(2) Point of View Shift – This is another novella that uses Point of View in an innovative way. Initially it is written in the first person, and addressed to a “you” – it is confided to the imagined audience of the husband. Then the “you” becomes “my husband” in chapter 9, a small, third-person distancing device. Exactly half-way in terms of chapters (Ch 23 out of 46), the entire story shifts into the third person, with the narrator talking about herself as “the wife”. It is as if the action has become a fable that she’s narrating. Increasingly we are aware of the story as a text the narrator (as a creative writing professor) is exploring, including, in chapter 32, the critical feedback she would give herself about her storytelling. We become vividly aware that the narrator may be selectively cherry-picking narrative details – is her testimony an objective record? It’s a clever shift. Only in the final chapter does the first-person “I” narrator return – as though, in the main, she couldn’t face talking about infidelity in the first person.

Invitation: Although it may be problematic to apply Offill’s point of view innovations directly to our own story situations, Dept. of Speculation does prove that point of view can be played with in unusual ways. If you find an interesting innovation or shift in this respect, and it fits well, it might enrich your material.  How might you experiment playfully with point of view as you produce your novella?

(3) Thematic Richness – This is a novella in which the characters’ “work identities” have a huge influence on the text. This holds true for the two main characters – the wife (a creative writing professor) and the husband (a sound archivist) but also the two most significant secondary characters – a philosopher and a man who didn’t quite manage to be an astronaut, who is writing a book about space travel. All four work identities influence the fragments of material that the narrator chooses to include – she throws in facts about sound, about philosophy and about space travel, and there are frequent quotations from literature, philosophy and science. We only really know these other characters through the narrator, especially as there are very few scenes of direct dialogue in the novella. It feels like everything is being mediated through the female narrator, and the narrator has absorbed these other characters’ worldviews and their subject interests, and then the text of the novella is embodying them as a result. The book becomes, to some extent, a tapestry of facts and quotations. Although the narrative of infidelity is itself relatively simple, it feels like Offill is tapping into a deep wisdom about the world, wrapping layers of profoundly enriched context around the basic story.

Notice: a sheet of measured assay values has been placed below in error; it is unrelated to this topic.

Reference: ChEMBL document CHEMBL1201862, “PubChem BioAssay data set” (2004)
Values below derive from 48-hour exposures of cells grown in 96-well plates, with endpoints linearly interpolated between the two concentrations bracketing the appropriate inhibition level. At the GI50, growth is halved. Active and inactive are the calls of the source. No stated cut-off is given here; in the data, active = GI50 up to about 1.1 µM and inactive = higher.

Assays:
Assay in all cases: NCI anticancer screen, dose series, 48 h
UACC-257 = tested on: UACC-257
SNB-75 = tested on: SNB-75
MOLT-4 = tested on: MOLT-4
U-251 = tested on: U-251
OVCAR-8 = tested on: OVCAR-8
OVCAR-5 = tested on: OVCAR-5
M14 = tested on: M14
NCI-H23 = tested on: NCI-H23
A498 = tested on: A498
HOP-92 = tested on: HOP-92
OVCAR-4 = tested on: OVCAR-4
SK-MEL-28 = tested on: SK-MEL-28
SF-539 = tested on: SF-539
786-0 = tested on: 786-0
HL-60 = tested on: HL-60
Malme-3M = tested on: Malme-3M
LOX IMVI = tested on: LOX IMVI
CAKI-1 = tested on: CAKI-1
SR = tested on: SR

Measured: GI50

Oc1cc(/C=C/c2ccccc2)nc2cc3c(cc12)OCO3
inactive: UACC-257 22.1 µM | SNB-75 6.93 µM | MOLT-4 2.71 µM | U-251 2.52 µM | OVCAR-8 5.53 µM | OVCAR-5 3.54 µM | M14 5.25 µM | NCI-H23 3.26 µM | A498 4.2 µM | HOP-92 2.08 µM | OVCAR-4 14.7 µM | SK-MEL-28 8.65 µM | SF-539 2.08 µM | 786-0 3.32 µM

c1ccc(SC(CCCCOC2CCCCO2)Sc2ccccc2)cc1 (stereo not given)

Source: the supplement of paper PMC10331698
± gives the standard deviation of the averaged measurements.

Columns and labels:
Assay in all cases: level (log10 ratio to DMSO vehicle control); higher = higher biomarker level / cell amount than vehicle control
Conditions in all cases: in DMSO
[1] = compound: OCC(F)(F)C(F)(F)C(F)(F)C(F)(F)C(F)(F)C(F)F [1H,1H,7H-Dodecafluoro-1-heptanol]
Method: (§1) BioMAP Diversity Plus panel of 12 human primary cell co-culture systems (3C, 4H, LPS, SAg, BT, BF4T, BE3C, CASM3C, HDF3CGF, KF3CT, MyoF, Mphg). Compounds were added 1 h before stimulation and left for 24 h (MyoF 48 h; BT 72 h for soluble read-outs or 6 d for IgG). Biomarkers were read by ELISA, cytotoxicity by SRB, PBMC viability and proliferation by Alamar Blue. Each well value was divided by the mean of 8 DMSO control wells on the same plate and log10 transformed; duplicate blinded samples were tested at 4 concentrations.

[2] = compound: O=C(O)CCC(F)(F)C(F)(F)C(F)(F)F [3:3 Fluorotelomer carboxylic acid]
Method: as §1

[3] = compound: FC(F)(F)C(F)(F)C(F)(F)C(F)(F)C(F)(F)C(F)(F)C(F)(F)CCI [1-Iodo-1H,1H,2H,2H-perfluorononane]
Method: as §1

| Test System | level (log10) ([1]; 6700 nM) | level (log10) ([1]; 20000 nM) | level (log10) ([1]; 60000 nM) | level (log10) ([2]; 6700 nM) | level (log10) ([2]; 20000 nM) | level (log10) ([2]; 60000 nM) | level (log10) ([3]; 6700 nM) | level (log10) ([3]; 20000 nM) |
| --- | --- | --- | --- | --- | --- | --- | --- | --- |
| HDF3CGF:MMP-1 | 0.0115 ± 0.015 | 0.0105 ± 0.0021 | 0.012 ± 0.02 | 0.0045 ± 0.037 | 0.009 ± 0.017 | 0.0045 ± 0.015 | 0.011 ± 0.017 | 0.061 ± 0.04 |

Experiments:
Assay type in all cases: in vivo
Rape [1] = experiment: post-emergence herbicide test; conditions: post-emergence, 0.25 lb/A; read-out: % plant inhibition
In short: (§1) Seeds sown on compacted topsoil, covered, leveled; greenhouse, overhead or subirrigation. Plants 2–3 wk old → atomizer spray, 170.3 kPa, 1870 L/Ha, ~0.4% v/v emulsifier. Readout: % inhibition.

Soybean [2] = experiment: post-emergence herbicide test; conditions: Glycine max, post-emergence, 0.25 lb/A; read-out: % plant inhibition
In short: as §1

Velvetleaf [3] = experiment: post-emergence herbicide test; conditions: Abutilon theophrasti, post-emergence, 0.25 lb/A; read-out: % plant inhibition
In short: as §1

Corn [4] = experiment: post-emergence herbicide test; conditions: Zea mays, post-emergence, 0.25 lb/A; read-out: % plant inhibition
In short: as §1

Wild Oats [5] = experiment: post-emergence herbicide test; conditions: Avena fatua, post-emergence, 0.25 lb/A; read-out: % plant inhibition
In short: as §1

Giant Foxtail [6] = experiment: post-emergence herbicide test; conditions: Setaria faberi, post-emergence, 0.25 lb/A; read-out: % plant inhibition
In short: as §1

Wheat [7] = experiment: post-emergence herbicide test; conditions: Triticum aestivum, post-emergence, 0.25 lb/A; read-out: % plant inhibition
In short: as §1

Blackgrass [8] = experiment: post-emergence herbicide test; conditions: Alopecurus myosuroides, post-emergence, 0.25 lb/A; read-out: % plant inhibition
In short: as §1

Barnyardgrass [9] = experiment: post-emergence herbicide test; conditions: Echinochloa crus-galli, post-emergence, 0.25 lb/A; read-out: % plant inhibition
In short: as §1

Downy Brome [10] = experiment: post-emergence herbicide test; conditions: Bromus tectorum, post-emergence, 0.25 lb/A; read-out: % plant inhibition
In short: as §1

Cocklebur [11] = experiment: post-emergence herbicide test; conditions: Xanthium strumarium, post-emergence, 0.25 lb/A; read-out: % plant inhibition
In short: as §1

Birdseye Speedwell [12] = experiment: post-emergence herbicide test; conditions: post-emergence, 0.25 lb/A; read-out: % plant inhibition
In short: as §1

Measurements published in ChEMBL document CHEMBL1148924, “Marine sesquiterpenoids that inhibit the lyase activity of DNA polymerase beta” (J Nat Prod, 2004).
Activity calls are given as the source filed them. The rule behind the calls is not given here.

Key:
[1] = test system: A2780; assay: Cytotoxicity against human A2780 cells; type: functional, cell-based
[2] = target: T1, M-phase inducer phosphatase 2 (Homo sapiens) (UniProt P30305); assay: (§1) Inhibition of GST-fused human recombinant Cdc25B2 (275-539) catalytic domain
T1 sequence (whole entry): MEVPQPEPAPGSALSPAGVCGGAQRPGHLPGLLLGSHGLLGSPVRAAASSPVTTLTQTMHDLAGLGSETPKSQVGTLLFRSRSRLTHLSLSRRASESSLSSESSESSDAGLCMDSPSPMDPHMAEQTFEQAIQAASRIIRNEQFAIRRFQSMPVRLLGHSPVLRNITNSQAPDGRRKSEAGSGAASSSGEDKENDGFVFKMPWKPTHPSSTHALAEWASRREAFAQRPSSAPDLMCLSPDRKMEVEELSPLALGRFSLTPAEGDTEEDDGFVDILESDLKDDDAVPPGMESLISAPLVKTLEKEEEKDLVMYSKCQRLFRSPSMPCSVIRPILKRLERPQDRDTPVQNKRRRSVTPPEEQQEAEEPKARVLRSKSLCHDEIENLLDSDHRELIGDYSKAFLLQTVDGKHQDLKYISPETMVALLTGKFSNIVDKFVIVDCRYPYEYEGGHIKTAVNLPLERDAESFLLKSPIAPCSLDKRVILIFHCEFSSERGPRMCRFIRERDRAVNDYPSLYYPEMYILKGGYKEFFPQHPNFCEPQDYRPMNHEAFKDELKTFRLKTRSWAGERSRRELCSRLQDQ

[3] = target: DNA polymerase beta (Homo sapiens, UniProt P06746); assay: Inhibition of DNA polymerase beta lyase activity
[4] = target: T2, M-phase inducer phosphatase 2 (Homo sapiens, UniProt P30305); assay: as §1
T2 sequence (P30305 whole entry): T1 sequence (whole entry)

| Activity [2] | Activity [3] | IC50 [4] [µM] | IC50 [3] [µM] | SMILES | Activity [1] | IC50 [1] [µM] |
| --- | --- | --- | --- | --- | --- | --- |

Invitation: Following Offill’s lead, consider your characters’ “work identities” in particular (NB this may not be formal paid work – this may be as a parent or relative, student, volunteer, carer etc). How might the details and complications of their relationship to “work” (or “responsibilities”, if you prefer) influence the rich, meaningful tapestry of your novella, in terms of the different worldviews we encounter?

Flexible Novella-in-Flash self-study course: https://novella-in-flash.com/4-module-short-course/